In the Frontier, it is customary to remain indoors after sunset – kidnappers and robbers are everywhere – as it is lawless country, outside the government’s jurisprudence. But I am listless and dehydrated and when my fever spikes, we have no choice but to drive out of the high mud-walled family compound at dusk to the hospital. Fifteen minutes into our drive, a somber wailing dissects the stark landscape. Warning gunshots follow. My father pulls up along a dirt path, flings open the passenger doors and drags Mother and Ayah into the adjacent field. My mother is carrying me in her arms. She hesitates, looking this way and that way into the empty distance, before jumping into the dugout.

We crouch in the dark. There is sticky blood on my cheek, my ear is oozing. The inside of my mouth, my throat, are choked with sand. The dizzying wails of the siren hem us tighter into the trench. The sound is high and deep all at the same time. There are leaves in my mother’s hair, twigs caught in her chador, the end of which she’s balled and stuffed into her sobbing mouth. My father is distracted and stoic, chanting shush, shush, shush through the warning. I can hardly breathe. The alarm pierces the humming in my ear, drives the fever so that it soars, vulture-like and wild.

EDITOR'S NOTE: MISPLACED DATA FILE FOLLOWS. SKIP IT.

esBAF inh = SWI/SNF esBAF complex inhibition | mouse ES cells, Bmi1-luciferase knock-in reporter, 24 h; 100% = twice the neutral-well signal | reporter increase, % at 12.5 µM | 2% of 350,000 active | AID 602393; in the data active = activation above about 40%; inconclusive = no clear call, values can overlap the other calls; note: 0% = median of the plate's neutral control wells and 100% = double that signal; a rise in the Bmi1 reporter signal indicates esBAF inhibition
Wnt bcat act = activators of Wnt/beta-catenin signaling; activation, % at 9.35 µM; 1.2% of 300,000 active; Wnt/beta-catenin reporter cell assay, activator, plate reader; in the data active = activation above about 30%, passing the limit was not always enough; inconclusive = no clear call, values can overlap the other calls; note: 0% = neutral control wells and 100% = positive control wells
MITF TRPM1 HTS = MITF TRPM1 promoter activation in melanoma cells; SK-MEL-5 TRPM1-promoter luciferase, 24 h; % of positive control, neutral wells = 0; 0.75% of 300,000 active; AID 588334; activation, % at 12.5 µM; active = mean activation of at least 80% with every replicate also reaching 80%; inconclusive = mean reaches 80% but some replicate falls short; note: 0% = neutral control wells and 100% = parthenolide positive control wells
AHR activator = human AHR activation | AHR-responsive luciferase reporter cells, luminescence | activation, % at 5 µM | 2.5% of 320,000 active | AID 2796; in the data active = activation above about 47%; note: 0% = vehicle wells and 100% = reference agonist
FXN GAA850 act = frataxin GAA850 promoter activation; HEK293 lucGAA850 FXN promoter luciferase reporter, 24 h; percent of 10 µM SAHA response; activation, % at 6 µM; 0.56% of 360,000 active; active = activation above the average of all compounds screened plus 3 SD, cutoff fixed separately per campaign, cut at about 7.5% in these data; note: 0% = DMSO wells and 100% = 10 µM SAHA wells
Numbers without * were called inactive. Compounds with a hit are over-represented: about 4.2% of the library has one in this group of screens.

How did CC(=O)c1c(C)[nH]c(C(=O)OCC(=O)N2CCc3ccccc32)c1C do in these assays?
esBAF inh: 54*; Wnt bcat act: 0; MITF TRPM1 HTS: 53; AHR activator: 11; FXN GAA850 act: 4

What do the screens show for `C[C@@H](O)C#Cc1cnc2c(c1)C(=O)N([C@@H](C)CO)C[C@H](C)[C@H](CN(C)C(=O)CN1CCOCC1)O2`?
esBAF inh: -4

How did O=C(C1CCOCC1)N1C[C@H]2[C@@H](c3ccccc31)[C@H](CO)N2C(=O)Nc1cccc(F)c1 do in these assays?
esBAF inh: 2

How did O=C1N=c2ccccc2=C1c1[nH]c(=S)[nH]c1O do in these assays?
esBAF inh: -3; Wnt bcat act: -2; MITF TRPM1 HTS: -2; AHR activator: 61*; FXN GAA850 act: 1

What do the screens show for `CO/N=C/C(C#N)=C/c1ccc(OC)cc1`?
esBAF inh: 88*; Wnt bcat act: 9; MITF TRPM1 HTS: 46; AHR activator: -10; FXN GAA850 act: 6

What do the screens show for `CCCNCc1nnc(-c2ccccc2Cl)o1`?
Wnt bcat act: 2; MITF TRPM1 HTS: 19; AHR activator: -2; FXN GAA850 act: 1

All I want is to look into my mother’s eyes. At rest they are luminous-green, startling in their stillness. Sometimes, her eyes bloom with purple flowers or glaze to rock-gray flecked with molten specks of bronze, taking their cue from shadows and surrounding hues – from the colour of her sari, from the clanking metal gate at home, the foliage of the almond tree in our garden. I want to look into her changeable eyes and understand. But my face is pressed into her clavicle. There is only darkness. The siren’s wailing is as inconsolable.